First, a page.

Grammy's Chocolate Cookies (Martha Stewart Magazine - but this recipe differs from the in print version)
yield about 6 dozen
  • 2 cups + 2 Tablespoons all-purpose flour
  • 3/4 cup Dutch cocoa powder
  • 1 teaspoon baking soda
  • 1/2 teaspoon salt
  • 10 oz. butter (2 1/2 sticks) unsalted, butter room temperature
  • 2 cups granulated sugar (additional granulated or raw sugar for dipping)
  • 2 large eggs
  • 2 teaspoons pure vanilla extract
Sift flour, cocoa powder, baking soda, and salt together in a medium bowl.  Set aside.
In a large bowl (or the bowl of  a stand mixer with the paddle attachment), beat the butter with the sugar and eggs until fluffy, at least 3 minutes.  Add the vanilla, and beat another minute to combine.  (Scrape down the sides of the bowl as needed.)

Reduce mixer speed to low and add the sifted dry ingredients slowly until just mixed.  Spread a sheet of parchment (or cling film will work too) out on the counter, and transfer the dough onto it.  Use a knife to spread it into a flattish rectangle, and top with another sheet of parchment (or cling film).  Put the dough in the refrigerator for at least 2 hours and up to 2 days.  (Make sure the dough is well covered so the air doesn't get at it.)

When ready to bake, preheat the oven to 350, and line sheet pans with parchment paper.  Use a bench scraper to portion the dough into 1 inch squares, and roll each between your palms to make balls.  Drop them into a bowl of raw sugar (or more granulated sugar) to coat, and place them about 2 inches apart on the baking sheets.  (If the dough softens too much at room temperature, pop it back in the fridge as you are waiting on the batches.)

Bake for 10-12 minutes, rotating pans halfway through the baking time.  Let the cookies stand on the pans for 5 minutes after baking before transferring to a wire rack to cool completely.

Amish bulk store raw sugar.

When I was back home visiting for Thanksgiving, I picked up the most gorgeous raw sugar from one of the Amish bulk stores that dot the countryside near my parents house.  I was disappointed that trying to take a picture of it proved so tough.  It was some of the prettiest, sparkly sugar I've ever seen.  Even though it was an off-white color, I used it to coat my frosted cranberries.  The recipe is from Heidi Swanson at 101 Cookbooks, and I've been making them since she first introduced me to them in 2009.  I've found that using half the amount of simple syrup (or twice the amount of cranberries, since they are so addicting) works fine.  I also save the pink syrup to use in other things.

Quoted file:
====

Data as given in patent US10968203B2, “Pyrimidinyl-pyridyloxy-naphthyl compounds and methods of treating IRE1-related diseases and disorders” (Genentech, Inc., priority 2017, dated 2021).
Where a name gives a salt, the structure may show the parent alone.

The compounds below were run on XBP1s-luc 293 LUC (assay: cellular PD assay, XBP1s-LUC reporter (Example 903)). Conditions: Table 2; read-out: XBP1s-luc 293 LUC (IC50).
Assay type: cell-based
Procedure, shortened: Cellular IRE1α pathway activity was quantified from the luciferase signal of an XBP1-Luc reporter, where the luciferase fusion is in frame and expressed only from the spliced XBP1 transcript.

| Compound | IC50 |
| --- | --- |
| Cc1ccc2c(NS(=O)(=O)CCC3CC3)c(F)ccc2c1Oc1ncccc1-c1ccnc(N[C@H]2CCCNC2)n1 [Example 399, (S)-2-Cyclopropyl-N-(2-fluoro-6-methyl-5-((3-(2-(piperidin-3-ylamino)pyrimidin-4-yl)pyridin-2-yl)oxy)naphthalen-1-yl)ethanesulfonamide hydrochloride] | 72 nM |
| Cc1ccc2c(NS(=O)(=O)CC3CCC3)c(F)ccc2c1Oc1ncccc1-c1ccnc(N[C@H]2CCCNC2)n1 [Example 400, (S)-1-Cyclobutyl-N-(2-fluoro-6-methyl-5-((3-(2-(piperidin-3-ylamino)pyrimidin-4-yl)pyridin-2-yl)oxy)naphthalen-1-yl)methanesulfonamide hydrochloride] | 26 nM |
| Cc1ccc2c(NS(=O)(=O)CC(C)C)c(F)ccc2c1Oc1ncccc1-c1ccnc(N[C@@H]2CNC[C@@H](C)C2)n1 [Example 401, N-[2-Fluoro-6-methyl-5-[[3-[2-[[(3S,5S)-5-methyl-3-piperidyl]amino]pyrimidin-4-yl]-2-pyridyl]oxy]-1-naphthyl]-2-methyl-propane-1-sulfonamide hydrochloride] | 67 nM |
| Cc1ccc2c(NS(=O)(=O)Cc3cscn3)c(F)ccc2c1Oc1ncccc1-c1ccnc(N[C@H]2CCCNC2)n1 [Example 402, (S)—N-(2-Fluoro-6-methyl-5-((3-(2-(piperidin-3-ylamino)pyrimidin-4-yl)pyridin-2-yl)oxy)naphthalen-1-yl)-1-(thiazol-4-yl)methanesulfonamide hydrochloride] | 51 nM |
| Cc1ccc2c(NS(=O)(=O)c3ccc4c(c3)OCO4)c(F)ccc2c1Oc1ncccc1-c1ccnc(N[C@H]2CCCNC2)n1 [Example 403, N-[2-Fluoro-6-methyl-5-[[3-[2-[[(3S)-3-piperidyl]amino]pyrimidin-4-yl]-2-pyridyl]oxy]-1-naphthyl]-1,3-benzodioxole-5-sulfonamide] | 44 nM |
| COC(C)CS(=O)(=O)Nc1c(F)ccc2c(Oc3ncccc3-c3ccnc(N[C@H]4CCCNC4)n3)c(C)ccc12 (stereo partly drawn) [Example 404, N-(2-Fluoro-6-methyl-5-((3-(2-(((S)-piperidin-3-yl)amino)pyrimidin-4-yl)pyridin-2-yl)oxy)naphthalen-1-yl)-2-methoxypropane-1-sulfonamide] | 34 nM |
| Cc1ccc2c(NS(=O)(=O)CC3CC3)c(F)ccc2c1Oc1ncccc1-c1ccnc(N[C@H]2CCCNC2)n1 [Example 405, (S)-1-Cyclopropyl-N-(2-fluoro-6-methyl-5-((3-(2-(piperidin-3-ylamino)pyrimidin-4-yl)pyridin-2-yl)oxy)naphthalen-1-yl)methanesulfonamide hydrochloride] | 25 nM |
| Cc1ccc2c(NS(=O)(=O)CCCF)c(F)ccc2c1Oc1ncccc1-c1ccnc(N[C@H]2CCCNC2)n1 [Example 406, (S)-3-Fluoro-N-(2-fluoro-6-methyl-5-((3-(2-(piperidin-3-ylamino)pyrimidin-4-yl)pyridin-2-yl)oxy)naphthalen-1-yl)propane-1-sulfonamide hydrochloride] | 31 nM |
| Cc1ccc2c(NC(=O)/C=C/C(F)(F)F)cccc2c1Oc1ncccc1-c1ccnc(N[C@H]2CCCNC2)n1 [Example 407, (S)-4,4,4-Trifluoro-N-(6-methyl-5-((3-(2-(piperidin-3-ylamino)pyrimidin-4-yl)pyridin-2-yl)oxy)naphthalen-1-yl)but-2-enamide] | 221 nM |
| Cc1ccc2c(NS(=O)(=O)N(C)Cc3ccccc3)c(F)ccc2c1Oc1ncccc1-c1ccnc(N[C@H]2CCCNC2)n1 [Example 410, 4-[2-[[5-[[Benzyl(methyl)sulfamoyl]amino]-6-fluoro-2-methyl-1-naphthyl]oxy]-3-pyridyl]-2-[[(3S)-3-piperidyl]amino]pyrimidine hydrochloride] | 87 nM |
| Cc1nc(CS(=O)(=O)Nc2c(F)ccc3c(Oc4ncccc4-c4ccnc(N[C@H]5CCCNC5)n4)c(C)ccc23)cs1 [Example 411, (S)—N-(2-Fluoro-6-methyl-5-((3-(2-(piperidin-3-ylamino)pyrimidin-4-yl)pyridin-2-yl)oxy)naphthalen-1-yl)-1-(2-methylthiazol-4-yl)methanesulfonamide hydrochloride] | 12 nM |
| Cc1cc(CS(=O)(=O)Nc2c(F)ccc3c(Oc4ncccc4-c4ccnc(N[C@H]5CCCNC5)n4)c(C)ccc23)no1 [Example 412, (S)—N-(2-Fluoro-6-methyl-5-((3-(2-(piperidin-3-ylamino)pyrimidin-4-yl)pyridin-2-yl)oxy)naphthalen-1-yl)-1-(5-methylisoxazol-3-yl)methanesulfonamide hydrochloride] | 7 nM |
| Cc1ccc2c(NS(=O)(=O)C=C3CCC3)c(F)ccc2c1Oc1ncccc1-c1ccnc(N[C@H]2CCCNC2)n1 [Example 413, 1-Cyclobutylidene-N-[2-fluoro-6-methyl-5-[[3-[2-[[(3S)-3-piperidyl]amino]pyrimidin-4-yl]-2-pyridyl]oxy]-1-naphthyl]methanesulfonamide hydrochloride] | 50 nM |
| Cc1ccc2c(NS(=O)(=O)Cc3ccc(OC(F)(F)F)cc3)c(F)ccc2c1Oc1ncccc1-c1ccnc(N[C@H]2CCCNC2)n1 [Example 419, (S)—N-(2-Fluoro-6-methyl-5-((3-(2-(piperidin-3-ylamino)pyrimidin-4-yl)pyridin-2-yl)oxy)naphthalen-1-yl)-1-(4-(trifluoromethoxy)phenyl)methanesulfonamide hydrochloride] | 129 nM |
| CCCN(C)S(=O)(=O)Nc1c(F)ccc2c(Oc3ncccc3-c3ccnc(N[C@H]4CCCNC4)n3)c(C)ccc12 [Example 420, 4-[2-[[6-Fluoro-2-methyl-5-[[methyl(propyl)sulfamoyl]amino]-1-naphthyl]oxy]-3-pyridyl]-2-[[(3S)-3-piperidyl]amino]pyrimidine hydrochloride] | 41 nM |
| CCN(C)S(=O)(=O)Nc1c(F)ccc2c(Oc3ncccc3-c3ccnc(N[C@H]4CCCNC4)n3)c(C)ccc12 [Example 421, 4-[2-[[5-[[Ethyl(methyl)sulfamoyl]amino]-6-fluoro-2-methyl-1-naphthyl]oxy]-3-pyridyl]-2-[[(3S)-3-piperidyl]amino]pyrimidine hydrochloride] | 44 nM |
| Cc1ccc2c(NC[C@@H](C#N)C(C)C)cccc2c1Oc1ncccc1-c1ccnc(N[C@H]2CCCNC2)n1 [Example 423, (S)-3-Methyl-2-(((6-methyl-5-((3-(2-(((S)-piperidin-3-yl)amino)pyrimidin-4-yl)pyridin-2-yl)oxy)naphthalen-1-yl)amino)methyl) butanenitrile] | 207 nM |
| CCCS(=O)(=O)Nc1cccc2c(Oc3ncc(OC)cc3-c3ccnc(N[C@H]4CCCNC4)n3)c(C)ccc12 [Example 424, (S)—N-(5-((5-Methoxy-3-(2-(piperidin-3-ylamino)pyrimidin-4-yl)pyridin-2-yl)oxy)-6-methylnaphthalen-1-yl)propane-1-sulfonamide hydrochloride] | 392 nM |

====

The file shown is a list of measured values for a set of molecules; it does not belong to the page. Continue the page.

frosted cranberries

I've all but wrapped up my baking for this year.  There is a bowl of jam thumbprint dough chilling that I'll need to attend to, and just this morning I decided to make the world's easiest (and tastiest!) peanut butter fudge.  All that remains is double checking the list I keep on the counter to make sure I don't forget any varieties that are stashed throughout the house, and matching plate or tin sizes to recipients.  I don't plan to give out a ton of cookies, really, but I bake in December for the sheer joy of baking.  Believe it or not, I don't end up eating very many myself (except for those cranberries: I usually have to make a second or third batch of them).  Whatever cookies you made or wish you made for the season, I wish you all a Merry Christmas!